Voters need to know Wynne is directly tied to the $585-million decisions to cancel gas plants in Oakville and Mississauga to save Liberal seats in the 2011 election, said Progressive Conservative Tim Hudak.
"Kathleen Wynne said she'd go down a very different path, but five months later it's more of the same," Hudak told reporters.
"More spending, more giveaways to the unions, and Kathleen Wynne is an active participant in the cover up of the gas plant scandal."
The Tories plan to run the 30-second TV ads during the remainder of the Stanley Cup finals, with the theme 'Nothing Has Changed' since McGuinty turned over the keys to the premier's office to Wynne in February.
As pictures of the current and former premiers together flash by on screen, an ominous voice warns Ontario can expect "reckless overspending and higher taxes" under Wynne because nothing is going to change.
"We want to make sure that voters are crystal clear that Kathleen Wynne and the Liberals are simply more of the same," said Hudak. "The face may be different, and with a different voice, but it's the exact same old Liberal policies."
Speaking in Peterborough, Ont., Monday, Wynne made it clear she wasn't worried about the Tory ads, and said she would concentrate on her priorities such as helping Ontario manufacturers to create jobs.
"I understand that the Opposition is going to do what the Opposition is going to do, and I need to stay focused on growth of the economy in Ontario," Wynne said after touring a small factory that secured an $80,000-investment from the province.
"That's what I'm going to stay focused on, and the Opposition will take the tact that it chooses."
The PC ads accuse Wynne and McGuinty both of trying to low-ball the cost of cancelling the gas plants, which has ballooned to $585 million, far above the $230 million the Liberals originally claimed.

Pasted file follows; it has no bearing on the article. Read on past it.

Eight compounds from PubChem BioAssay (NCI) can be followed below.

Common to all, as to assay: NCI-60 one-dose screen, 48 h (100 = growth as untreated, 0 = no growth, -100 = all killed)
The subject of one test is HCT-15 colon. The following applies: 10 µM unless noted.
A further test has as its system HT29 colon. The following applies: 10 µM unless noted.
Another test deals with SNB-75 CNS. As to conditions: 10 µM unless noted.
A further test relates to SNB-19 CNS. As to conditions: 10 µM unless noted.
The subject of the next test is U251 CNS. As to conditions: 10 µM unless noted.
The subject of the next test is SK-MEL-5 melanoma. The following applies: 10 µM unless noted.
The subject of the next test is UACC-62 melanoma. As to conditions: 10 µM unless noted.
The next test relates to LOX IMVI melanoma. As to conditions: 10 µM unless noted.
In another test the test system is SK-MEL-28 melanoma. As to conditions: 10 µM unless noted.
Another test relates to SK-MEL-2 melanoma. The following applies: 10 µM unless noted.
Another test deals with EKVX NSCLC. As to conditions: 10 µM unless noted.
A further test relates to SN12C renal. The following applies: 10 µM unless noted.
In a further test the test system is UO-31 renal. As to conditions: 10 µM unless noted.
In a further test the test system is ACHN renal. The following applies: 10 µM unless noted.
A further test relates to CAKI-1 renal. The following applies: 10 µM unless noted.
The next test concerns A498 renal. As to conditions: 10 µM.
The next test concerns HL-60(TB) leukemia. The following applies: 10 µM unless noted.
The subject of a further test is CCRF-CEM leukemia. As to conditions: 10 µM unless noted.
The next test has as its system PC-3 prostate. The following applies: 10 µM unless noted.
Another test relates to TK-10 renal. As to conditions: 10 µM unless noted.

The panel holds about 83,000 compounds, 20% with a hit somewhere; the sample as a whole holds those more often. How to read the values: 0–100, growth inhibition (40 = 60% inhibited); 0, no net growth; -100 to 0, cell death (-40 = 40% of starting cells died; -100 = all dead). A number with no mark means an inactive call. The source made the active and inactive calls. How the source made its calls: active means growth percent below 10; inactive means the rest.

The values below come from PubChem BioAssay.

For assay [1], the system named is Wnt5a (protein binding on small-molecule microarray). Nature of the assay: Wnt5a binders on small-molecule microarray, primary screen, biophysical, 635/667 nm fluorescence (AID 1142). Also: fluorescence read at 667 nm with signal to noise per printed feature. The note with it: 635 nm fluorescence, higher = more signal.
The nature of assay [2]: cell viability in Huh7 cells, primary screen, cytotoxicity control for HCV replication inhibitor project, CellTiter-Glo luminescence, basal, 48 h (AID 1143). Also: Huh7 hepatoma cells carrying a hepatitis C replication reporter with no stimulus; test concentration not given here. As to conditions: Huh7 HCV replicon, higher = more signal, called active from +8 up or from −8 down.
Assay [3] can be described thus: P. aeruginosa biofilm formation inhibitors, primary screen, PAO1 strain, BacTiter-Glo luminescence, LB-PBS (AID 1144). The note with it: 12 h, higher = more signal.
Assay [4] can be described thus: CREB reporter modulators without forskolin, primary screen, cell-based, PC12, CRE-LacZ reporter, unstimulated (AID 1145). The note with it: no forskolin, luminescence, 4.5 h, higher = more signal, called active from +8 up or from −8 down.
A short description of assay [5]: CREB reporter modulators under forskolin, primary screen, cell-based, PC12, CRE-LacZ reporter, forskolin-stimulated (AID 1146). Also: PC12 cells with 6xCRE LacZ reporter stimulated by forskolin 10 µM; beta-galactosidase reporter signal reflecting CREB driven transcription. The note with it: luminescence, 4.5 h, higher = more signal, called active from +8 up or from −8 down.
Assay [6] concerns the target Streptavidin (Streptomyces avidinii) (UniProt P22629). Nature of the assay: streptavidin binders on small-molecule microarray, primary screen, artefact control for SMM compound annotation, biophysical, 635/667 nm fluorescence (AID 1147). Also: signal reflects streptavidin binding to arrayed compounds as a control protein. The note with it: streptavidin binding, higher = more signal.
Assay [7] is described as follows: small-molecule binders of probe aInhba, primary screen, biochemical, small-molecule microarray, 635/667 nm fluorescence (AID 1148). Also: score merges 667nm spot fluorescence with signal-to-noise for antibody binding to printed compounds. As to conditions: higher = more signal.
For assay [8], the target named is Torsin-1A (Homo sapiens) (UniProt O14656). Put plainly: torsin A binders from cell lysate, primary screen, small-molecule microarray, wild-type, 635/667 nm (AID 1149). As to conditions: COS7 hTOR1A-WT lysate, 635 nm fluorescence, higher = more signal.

The Conservatives wouldn't say how much they're spending on the TV spots, which note Wynne co-chaired the Liberals' 2011 election campaign and claim she signed a key document authorizing the cancellation of at least one gas plant.
Wynne has until Aug. 15 to call byelections in Windsor and London to replace former cabinet ministers Dwight Duncan and Chris Bentley. The premier suggested last week that she would likely call a byelection in Ottawa to replace McGuinty at the same time, even though she could wait until December for that one.
Despite the new ad campaign, Hudak was already downplaying expectations of any Tory breakthroughs in the three Liberal ridings.
"We know this is always going to be an uphill battle because those seats have been Liberals for anywhere from 10 to 23 years," said Hudak.
"And there's no doubt the Liberals will throw everything that they have to try to win those seats. They're not above spending taxpayers' dollars for political purposes."
The Tory leader also accused Wynne of "straining the bounds of credibility" with her testimony at the justice committee hearings into the cancelled gas plants, and said he hoped McGuinty's former chief of staff, Chris Morley, would be more forthcoming when he testifies Tuesday.
"We have had a troubling case of collective amnesia from Liberal staffers, who have been far from honest with taxpayers," said Hudak.
"I think it's probably in (Morley's) interest to tell the truth and let us know where those deleted emails went to, were copies kept and who gave the orders."
The OPP were called in by the Conservatives two weeks ago after Ontario's privacy commissioner reported senior Liberal staff in McGuinty's office deleted emails on the gas plants and tried to have their email accounts permanently wiped from government databases.
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